Second in a series of three on our next releases....
In March of 2007 we received a call from a family looking for help in pruning a one acre vineyard. Usually we don't do single task jobs like that, preferring to manage our vineyards through all parts of maintenance so we have control over final quality. The homeowner though was desperate. The vineyard had been installed in 2005 and had not been pruned at all in 2006. I knew that if it was not properly pruned in 2007, the entire vineyard would have to be started over from scratch and wouldn't yield until 2010.
We went out with a small group of friends and spent two back breaking days of some of the hardest vineyard labor we've ever done. The plants had been left in grow tubes since planting in 2005. The plants were actually very healthy, but the grow tubes had limited the space the young vines could grow in. The result was that each plant had 8-20 stalks tightly wrapped like 5 inch thick rattan furniture.
We had to use large tree pruners to cut through the stalks until there was just one left. They were so thick and hard that our friend Kenneth and I were the only ones strong enough to cut away the stalks. Even then we had to do just 8-10 plants before talking a rest and letting the other person continue. Stefania led every one else on our pruning team. After we'd cut away the stalks and selected a new cordon the other pruners would debud the remaining stalk except for two buds that would become the new cordons. It was step, step lunge and repeat, 900 times.
That time in the vineyard though gave us a glimpse that this might be a very special place. The vineyard is located in a small valley between the Santa Teresa Foothills and the main Santa Cruz Mountains range. This particular vineyard is at the foot of 'El Toro' which is a 1200 foot high volcanic cinder cone. The small area around El Toro is the only place in the world to find Poppy Jasper which is formed when volcanic and seismic rocks are active in the same area.
This little valley has the most complex mix of soils we've ever seen, with the volcanic wash from El Toro combining with the lift thrust soils of the San Andreas fault. The weather also was near perfect. Fog rolled up into the vineyard every night from the Pacific to cool the vineyard, but burned off early in the morning leaving a warm sunny site during the day.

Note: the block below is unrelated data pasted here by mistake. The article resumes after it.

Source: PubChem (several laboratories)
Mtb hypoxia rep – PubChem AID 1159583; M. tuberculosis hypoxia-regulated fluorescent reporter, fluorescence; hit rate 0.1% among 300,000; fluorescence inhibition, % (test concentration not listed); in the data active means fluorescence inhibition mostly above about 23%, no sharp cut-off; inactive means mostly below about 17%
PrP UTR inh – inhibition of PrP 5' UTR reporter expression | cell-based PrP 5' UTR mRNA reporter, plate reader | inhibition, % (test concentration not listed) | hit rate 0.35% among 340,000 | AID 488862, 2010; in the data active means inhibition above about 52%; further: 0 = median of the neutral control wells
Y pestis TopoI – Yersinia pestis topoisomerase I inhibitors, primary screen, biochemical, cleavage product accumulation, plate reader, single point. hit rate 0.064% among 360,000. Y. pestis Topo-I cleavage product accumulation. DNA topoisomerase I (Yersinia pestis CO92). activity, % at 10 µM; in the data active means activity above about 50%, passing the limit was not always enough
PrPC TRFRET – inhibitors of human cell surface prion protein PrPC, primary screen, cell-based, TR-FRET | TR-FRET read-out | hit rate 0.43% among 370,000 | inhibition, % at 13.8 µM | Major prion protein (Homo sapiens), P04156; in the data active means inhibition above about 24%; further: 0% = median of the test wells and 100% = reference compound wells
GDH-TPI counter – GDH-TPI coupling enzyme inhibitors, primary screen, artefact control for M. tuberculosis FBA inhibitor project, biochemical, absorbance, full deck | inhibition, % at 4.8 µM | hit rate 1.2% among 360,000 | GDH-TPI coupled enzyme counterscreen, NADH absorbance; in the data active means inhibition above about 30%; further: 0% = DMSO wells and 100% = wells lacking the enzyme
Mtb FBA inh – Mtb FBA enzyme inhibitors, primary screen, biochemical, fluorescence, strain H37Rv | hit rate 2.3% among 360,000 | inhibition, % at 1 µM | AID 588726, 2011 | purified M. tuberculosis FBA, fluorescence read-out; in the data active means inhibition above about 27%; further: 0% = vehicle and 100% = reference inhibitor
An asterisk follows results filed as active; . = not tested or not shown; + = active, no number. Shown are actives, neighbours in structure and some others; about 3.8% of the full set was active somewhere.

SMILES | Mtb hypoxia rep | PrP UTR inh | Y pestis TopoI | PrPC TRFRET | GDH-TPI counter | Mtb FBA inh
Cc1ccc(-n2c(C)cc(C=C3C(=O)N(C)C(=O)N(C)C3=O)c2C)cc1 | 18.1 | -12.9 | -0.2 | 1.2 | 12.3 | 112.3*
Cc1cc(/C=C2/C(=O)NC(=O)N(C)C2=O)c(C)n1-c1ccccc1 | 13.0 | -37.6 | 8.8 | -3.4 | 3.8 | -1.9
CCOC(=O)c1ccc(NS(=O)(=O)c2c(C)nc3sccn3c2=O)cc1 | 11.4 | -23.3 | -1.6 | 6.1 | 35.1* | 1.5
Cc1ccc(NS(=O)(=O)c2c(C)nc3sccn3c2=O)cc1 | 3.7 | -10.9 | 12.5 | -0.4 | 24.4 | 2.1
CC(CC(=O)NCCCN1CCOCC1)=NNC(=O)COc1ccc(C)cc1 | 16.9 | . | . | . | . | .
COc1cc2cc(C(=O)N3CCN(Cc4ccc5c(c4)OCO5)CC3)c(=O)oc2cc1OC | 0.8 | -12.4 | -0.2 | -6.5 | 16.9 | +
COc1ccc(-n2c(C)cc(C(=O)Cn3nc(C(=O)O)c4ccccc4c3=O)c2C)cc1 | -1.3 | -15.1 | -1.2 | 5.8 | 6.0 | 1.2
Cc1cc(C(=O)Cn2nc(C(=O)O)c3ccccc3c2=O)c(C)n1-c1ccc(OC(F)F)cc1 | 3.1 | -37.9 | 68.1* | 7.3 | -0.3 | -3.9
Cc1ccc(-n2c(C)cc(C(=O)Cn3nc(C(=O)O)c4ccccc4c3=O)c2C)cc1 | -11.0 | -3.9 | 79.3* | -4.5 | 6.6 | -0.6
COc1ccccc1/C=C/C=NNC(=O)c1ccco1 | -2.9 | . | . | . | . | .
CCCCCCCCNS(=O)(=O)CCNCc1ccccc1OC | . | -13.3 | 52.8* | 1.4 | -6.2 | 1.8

We decided to manage the vineyard through that summer and oversee its restoration. We decided to drop all the fruit in 2007 to allow the vines to build strength and fill out from our pruning efforts. By that Fall we were so confident in the vineyard's potential that we informed Ted and Bill at Uvas Creek that 2007 would be the last vintage we'd be buying fruit from them. In 2008 this would become the source for our Santa Clara Valley offering. We were very excited to see how the complex soil and excellent weather would influence the finished wine.
Our first harvest from these four year old vines was on Sunday September 28th. The vineyard was under our second year of management. We dropped @ 600 pounds of fruit in late August to balance out the plants and insure even ripening and then began a system of reverse deficit irrigation to slow down sugar levels to allow the flavors to mature.
Final numbers came in very ripe but with good acidity. Something we would see all year in 2008. Brix was 27.2 and pH came in at 3.53.
Harvest was with a mix of paid and volunteer crews and we picked just under 3200 pounds. The grapes were small, and intensely flavored. We transported them to Big Basin Vineyards for processing, then sorted and 100% destemmed the grapes, but did not crush the berries, opting for whole berry fermentation. The must was foot treaded several times until fermentation started. We again used native yeast fermentation. Fermentation took 18 days to complete and the wine was gently pressed and transferred to 2 new Sequin Moreau barrels and one old French oak barrel for 67% new wood treatment. Malolactic fermentation was begun in bin and completed in barrel.
As the wine matured at Big Basin the winemaker there began to ask us if he too could get fruit from this vineyard site. His quote was: "This is the best Cabernet I've tasted from the Santa Cruz Mountains." We racked the wine on a regular schedule over 22 months and it was transferred to Chaine d'Or for bottling in the summer of 2010. We bottled the wine in August 2010.
PS: That first day we arrived on site the vineyard was bright red from the Crimson Clover the homeowners had planted as a cover crop between the rows. We started referring to the site as 'Crimson Clover' right away.
Tasting Note: Bright and expressive on the nose with red fruit and spicy oak notes. A very complex wine with tons of red fruit flavors; berry, ripe cherry, raspberry with a coating of chocolaty mocha and spice. Darker fruit flavors come out as the wine opens up with blackberry, boysenberry, currant, and plum notes. There are just loads of fruit flavors in this wine that continue in the long finish. The wine is dense and well structured but the fruit flavors remain lifted and lively. I encourage people to try this wine young with a 60 minute decant. It will age well for 10+ years but I suspect people will have a hard time keeping their hands off this wine.
69 Cases Produced
Release: Spring of 2011
Release Price: $120 per 3 pack, $225 per six pack